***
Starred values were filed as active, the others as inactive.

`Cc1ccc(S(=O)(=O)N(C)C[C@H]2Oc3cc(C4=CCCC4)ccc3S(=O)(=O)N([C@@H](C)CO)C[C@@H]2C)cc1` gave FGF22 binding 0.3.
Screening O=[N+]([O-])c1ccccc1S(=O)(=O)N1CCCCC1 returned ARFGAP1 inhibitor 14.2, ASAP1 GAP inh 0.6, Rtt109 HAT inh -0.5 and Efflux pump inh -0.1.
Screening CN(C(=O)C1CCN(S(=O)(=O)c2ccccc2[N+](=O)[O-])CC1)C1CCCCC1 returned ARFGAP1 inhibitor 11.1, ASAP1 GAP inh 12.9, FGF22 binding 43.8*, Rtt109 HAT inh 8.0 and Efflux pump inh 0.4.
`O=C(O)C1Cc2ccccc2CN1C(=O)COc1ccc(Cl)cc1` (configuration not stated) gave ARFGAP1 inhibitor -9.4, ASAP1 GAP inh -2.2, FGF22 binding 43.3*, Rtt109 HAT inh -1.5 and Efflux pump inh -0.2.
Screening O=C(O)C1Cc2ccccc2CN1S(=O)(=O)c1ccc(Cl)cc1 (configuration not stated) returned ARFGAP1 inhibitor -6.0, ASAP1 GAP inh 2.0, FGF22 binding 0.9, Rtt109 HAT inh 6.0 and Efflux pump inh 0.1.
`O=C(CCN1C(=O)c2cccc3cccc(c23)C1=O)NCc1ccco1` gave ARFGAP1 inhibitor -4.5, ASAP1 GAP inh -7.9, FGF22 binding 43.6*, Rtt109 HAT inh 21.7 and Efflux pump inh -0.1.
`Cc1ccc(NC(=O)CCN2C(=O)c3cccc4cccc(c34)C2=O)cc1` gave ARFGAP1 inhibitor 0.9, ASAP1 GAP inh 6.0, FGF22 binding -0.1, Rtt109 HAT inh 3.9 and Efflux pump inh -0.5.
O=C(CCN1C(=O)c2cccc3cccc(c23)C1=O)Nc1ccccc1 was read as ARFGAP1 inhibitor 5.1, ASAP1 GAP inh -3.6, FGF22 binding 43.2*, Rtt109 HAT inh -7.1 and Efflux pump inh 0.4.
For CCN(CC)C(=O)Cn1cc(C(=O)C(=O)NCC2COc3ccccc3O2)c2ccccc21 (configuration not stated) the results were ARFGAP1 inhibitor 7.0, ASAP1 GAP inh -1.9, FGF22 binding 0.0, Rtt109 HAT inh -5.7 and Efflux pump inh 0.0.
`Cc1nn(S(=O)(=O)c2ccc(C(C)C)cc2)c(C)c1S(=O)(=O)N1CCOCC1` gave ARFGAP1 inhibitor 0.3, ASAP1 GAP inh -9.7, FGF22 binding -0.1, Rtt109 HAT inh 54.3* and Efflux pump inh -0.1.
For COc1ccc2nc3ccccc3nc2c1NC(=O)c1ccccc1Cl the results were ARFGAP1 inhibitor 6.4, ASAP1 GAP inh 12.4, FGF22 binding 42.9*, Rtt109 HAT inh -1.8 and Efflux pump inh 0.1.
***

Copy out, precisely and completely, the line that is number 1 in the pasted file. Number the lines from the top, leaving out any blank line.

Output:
Starred values were filed as active, the others as inactive.